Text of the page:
Alexey Didenko (LDPR) proposed adjusting the spatial development strategy for the balanced development of small and medium-sized cities (the Prime Minister assured that its updating is already underway, and Deputy Prime Minister Marat Khusnullin, who is in charge of these issues, “has most effectively flown around the whole country”). Yana Lantratova (“A Just Russia – For Truth”) was concerned about providing citizens with vital medicines (81% of the drugs on this list are produced in the Russian Federation at 258 enterprises, Mikhail Mishustin reassured her). And Evgeniy Revenko (United Russia) was concerned about supporting socially oriented NGOs (for this purpose, a unified register was created on the portal of the Ministry of Economy, the head of government recalled).

Dmitry Novikov (KPRF) asked whether the government plans to make it easier for “Russian sympathizers” who want to move here from other states “for moral reasons, for ideological reasons” to obtain citizenship. And he even proposed non-standard solutions: for example, to speed up the granting of citizenship on the recommendations of universities, research organizations and parties represented in the Duma. Mr. Mishustin generally agreed that for people who want to become Russians and “worthy of this by our standards,” procedures need to be simplified, but he did not comment on the idea of ​​“party recommendations” for citizenship applicants.

Oleg Smolin (Communist Party of the Russian Federation) returned to the problem of the shortage of qualified specialists, complaining that only 16% of students study in the secondary vocational education system. The prime minister, however, doubted these data and asked Education Minister Sergei Kravtsov to check them: “If this is so, we, of course, need to seriously look into this.” Speaker Volodin again took the floor, proposing to create a joint working group of the Duma and the government to improve the personnel training system.

The final speeches of the representatives of the factions, despite the different accents, turned out to be generally similar.

Thus, the leader of the Communist Party of the Russian Federation Gennady Zyuganov emphasized that although this government “has been hit by all the troubles - Covid, 19 thousand sanctions, and a military operation,” its members work “more disciplined and intensely” than their predecessors. But just in case, he urged them “not to delude themselves,” but to force the banking system to “work for production” and at the same time introduce a progressive tax scale. LDPR leader Leonid Slutsky recognized the government’s work as “absolutely successful,” and noted disproportions in socio-economic development among the problems. Vice-Speaker Alexander Babakov (SRZP) also recalled the “extreme conditions” in which the Cabinet of Ministers worked “literally from the first weeks,” and proposed first determining “what and when we are going to pay pensions, wages, and how much to finance the participants of the SVO ", and only then make other plans. And the leader of the “New People” Alexey Nechaev especially noted that for the successful operation of the military industry “it was not necessary to transfer the entire economy to a military footing” and this fact “shows that Russia is really strong.”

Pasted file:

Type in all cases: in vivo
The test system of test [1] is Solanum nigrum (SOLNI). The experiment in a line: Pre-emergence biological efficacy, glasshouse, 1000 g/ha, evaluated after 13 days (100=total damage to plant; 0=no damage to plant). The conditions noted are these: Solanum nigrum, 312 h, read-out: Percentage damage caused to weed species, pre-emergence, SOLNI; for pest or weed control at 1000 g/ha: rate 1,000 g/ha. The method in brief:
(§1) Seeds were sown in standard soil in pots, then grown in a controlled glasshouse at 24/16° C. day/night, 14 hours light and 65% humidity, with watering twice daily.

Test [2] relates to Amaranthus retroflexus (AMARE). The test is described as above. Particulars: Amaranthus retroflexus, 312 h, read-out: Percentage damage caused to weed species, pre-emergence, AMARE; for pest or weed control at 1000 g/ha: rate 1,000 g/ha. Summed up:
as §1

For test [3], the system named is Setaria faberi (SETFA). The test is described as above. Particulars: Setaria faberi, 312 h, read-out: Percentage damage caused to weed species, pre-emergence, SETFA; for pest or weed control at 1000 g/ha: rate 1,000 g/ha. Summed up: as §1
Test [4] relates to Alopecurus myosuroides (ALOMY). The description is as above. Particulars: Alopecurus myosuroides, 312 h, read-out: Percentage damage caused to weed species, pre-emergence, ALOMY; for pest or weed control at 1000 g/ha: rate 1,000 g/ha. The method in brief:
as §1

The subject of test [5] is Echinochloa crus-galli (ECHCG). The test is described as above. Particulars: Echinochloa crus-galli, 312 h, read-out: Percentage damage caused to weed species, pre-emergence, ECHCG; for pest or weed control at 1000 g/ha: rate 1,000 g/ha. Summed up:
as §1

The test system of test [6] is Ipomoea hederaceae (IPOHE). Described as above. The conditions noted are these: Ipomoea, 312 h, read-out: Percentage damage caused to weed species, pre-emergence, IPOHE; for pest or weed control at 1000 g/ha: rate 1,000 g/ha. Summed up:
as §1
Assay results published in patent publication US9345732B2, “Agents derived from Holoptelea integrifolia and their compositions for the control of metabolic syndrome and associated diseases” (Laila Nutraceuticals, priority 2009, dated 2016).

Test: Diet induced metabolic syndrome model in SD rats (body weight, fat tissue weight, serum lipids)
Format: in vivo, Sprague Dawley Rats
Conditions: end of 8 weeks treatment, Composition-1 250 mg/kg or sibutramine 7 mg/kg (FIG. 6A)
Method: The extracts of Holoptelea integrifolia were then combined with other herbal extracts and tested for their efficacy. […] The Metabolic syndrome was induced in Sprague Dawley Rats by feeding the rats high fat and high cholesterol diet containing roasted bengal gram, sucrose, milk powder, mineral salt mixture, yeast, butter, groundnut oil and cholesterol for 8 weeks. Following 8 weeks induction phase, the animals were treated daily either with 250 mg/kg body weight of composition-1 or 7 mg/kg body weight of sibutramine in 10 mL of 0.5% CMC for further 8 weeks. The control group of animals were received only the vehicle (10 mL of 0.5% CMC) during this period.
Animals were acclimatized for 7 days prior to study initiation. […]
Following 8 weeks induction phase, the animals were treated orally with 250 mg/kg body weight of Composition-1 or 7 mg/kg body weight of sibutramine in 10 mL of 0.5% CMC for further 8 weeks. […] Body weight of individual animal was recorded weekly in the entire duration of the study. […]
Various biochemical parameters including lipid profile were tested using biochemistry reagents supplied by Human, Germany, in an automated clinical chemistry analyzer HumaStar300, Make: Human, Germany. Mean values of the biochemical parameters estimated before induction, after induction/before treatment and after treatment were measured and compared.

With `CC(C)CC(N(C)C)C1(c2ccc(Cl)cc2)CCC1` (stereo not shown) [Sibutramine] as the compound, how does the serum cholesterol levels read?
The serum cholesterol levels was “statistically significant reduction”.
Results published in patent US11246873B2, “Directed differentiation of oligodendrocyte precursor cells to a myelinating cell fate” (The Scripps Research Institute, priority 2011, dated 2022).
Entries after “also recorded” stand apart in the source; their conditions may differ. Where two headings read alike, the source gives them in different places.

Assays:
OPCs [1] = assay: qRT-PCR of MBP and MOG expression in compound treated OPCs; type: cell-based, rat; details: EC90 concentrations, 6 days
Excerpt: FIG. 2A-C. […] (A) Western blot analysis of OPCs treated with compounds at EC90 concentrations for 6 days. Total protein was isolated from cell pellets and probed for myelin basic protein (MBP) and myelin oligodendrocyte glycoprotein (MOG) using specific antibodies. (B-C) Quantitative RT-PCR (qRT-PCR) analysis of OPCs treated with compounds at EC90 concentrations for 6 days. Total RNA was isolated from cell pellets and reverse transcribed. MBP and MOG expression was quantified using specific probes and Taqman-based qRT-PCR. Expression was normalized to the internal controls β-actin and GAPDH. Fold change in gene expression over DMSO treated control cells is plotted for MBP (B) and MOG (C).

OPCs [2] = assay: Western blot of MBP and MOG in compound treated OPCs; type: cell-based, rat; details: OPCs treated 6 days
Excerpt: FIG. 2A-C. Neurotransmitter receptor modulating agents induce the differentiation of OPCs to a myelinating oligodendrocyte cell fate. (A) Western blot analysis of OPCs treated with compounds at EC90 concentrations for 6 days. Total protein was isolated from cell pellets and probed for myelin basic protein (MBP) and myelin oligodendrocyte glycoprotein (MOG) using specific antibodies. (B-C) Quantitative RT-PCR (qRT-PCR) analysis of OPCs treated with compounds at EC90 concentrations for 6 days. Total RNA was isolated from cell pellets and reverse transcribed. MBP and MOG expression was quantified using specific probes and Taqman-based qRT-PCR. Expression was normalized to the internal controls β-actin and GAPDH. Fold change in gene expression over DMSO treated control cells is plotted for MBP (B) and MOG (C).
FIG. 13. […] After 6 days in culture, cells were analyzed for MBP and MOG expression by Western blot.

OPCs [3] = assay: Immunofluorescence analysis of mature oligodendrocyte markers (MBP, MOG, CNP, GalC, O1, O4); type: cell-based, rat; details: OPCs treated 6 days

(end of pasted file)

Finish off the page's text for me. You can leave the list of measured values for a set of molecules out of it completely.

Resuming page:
Finally, the head of the Duma Budget Committee Andrei Makarov (ER) recalled Mikhail Mishustin’s very first report in 2020, in which he “proclaimed basic values”: “build all state services around the needs of people, act openly, conduct dialogue based on mutual respect and trust." Since then, according to United Russia, the situation began to change, decisions were made much faster and the government “became ready to work with parliament.”

In his concluding remarks, Mr. Mishustin once again thanked the deputies for the “constructive dialogue” and “caring position” and promised to do everything with them “to make our best country in the world prosper.”

Ksenia Veretennikova